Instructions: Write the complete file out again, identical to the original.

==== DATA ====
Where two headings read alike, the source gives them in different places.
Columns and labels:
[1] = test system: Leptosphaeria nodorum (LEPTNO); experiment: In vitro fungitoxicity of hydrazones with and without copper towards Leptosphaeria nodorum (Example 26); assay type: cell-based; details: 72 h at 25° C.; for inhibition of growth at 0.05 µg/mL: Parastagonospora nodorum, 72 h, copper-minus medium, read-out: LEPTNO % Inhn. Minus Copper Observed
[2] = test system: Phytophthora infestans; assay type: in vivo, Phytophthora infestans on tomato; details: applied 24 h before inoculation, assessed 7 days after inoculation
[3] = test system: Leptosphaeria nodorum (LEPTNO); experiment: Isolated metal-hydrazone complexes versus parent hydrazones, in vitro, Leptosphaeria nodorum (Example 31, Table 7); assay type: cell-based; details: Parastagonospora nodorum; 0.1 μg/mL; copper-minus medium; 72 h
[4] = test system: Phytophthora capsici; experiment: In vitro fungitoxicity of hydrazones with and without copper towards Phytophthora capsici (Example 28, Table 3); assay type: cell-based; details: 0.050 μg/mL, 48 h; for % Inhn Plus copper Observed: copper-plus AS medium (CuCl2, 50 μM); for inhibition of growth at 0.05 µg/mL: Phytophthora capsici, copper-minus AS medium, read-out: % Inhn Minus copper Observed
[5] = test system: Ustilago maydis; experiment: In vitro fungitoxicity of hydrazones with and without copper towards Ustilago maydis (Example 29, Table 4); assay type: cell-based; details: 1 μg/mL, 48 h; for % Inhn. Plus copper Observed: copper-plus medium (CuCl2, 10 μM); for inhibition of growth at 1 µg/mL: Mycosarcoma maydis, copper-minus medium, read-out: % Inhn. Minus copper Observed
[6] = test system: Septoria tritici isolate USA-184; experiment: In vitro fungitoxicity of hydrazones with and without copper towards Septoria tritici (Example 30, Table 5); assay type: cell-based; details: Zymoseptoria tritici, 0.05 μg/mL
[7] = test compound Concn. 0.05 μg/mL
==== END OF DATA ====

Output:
Where two headings read alike, the source gives them in different places.
Columns and labels:
[1] = test system: Leptosphaeria nodorum (LEPTNO); experiment: In vitro fungitoxicity of hydrazones with and without copper towards Leptosphaeria nodorum (Example 26); assay type: cell-based; details: 72 h at 25° C.; for inhibition of growth at 0.05 µg/mL: Parastagonospora nodorum, 72 h, copper-minus medium, read-out: LEPTNO % Inhn. Minus Copper Observed
[2] = test system: Phytophthora infestans; assay type: in vivo, Phytophthora infestans on tomato; details: applied 24 h before inoculation, assessed 7 days after inoculation
[3] = test system: Leptosphaeria nodorum (LEPTNO); experiment: Isolated metal-hydrazone complexes versus parent hydrazones, in vitro, Leptosphaeria nodorum (Example 31, Table 7); assay type: cell-based; details: Parastagonospora nodorum; 0.1 μg/mL; copper-minus medium; 72 h
[4] = test system: Phytophthora capsici; experiment: In vitro fungitoxicity of hydrazones with and without copper towards Phytophthora capsici (Example 28, Table 3); assay type: cell-based; details: 0.050 μg/mL, 48 h; for % Inhn Plus copper Observed: copper-plus AS medium (CuCl2, 50 μM); for inhibition of growth at 0.05 µg/mL: Phytophthora capsici, copper-minus AS medium, read-out: % Inhn Minus copper Observed
[5] = test system: Ustilago maydis; experiment: In vitro fungitoxicity of hydrazones with and without copper towards Ustilago maydis (Example 29, Table 4); assay type: cell-based; details: 1 μg/mL, 48 h; for % Inhn. Plus copper Observed: copper-plus medium (CuCl2, 10 μM); for inhibition of growth at 1 µg/mL: Mycosarcoma maydis, copper-minus medium, read-out: % Inhn. Minus copper Observed
[6] = test system: Septoria tritici isolate USA-184; experiment: In vitro fungitoxicity of hydrazones with and without copper towards Septoria tritici (Example 30, Table 5); assay type: cell-based; details: Zymoseptoria tritici, 0.05 μg/mL
[7] = test compound Concn. 0.05 μg/mL